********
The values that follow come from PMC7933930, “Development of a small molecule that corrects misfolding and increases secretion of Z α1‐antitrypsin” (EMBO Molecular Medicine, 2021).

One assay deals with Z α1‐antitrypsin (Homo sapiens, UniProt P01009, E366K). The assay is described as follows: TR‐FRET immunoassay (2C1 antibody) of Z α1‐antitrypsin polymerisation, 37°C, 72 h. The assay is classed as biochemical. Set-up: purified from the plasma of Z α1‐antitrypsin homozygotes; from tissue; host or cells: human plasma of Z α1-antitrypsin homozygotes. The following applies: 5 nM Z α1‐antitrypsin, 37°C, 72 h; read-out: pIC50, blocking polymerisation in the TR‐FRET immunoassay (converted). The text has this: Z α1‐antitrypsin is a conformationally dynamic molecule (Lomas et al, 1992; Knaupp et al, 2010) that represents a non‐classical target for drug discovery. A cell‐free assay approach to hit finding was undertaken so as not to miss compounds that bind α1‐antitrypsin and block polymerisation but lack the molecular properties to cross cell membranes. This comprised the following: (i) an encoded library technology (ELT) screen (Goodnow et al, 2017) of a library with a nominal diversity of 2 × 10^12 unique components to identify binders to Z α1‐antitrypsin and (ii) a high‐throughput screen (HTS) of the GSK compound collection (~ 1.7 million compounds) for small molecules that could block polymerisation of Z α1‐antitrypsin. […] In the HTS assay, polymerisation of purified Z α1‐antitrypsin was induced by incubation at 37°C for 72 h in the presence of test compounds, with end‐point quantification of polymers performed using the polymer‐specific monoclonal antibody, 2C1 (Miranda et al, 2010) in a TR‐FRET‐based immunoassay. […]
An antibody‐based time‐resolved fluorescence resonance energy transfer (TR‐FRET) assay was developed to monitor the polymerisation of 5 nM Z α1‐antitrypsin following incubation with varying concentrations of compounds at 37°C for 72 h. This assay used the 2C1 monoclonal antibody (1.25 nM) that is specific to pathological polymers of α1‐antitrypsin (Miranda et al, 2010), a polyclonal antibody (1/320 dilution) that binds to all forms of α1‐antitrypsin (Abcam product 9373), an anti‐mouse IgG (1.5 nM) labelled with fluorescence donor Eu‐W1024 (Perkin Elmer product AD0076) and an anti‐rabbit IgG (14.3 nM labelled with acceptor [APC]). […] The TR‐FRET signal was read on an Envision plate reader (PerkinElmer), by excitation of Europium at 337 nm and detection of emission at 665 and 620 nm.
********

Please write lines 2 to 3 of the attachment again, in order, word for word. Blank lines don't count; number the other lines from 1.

One assay deals with Z α1‐antitrypsin (Homo sapiens, UniProt P01009, E366K). The assay is described as follows: TR‐FRET immunoassay (2C1 antibody) of Z α1‐antitrypsin polymerisation, 37°C, 72 h. The assay is classed as biochemical. Set-up: purified from the plasma of Z α1‐antitrypsin homozygotes; from tissue; host or cells: human plasma of Z α1-antitrypsin homozygotes. The following applies: 5 nM Z α1‐antitrypsin, 37°C, 72 h; read-out: pIC50, blocking polymerisation in the TR‐FRET immunoassay (converted). The text has this: Z α1‐antitrypsin is a conformationally dynamic molecule (Lomas et al, 1992; Knaupp et al, 2010) that represents a non‐classical target for drug discovery. A cell‐free assay approach to hit finding was undertaken so as not to miss compounds that bind α1‐antitrypsin and block polymerisation but lack the molecular properties to cross cell membranes. This comprised the following: (i) an encoded library technology (ELT) screen (Goodnow et al, 2017) of a library with a nominal diversity of 2 × 10^12 unique components to identify binders to Z α1‐antitrypsin and (ii) a high‐throughput screen (HTS) of the GSK compound collection (~ 1.7 million compounds) for small molecules that could block polymerisation of Z α1‐antitrypsin. […] In the HTS assay, polymerisation of purified Z α1‐antitrypsin was induced by incubation at 37°C for 72 h in the presence of test compounds, with end‐point quantification of polymers performed using the polymer‐specific monoclonal antibody, 2C1 (Miranda et al, 2010) in a TR‐FRET‐based immunoassay. […]
An antibody‐based time‐resolved fluorescence resonance energy transfer (TR‐FRET) assay was developed to monitor the polymerisation of 5 nM Z α1‐antitrypsin following incubation with varying concentrations of compounds at 37°C for 72 h. This assay used the 2C1 monoclonal antibody (1.25 nM) that is specific to pathological polymers of α1‐antitrypsin (Miranda et al, 2010), a polyclonal antibody (1/320 dilution) that binds to all forms of α1‐antitrypsin (Abcam product 9373), an anti‐mouse IgG (1.5 nM) labelled with fluorescence donor Eu‐W1024 (Perkin Elmer product AD0076) and an anti‐rabbit IgG (14.3 nM labelled with acceptor [APC]). […] The TR‐FRET signal was read on an Envision plate reader (PerkinElmer), by excitation of Europium at 337 nm and detection of emission at 665 and 620 nm.